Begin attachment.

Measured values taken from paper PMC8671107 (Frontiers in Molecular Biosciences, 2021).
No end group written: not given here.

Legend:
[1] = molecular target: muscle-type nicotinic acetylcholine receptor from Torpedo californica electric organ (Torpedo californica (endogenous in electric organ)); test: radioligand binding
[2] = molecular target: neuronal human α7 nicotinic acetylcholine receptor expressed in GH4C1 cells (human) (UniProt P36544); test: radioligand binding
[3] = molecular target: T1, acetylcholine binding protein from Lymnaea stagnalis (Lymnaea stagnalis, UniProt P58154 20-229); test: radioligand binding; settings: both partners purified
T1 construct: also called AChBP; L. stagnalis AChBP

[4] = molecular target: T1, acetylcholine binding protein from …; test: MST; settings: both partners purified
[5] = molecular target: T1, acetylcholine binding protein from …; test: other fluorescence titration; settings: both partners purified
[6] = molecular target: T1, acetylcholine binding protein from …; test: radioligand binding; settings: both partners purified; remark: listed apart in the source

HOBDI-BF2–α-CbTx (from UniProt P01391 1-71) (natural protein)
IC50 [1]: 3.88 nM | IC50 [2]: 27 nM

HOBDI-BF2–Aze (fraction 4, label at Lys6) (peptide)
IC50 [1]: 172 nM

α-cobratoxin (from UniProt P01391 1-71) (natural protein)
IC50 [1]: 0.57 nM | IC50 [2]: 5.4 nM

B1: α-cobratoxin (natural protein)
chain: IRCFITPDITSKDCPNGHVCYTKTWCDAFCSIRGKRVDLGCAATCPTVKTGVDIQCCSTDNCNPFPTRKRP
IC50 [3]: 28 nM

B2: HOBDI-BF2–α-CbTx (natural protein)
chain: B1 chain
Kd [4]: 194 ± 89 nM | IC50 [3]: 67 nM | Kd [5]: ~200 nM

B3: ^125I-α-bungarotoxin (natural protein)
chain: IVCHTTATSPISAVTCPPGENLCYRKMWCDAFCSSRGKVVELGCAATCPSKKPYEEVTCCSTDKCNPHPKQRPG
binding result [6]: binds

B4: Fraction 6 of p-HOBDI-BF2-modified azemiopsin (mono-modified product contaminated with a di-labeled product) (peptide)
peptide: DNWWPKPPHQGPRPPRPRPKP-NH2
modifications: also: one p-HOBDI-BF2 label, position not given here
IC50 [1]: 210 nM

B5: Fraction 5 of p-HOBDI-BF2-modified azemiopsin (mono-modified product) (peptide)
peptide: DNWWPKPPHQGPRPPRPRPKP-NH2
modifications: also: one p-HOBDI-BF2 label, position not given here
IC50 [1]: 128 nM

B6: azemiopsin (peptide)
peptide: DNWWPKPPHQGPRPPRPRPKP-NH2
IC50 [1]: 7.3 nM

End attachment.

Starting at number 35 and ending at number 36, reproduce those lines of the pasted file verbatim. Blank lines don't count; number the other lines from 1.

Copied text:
peptide: DNWWPKPPHQGPRPPRPRPKP-NH2
IC50 [1]: 7.3 nM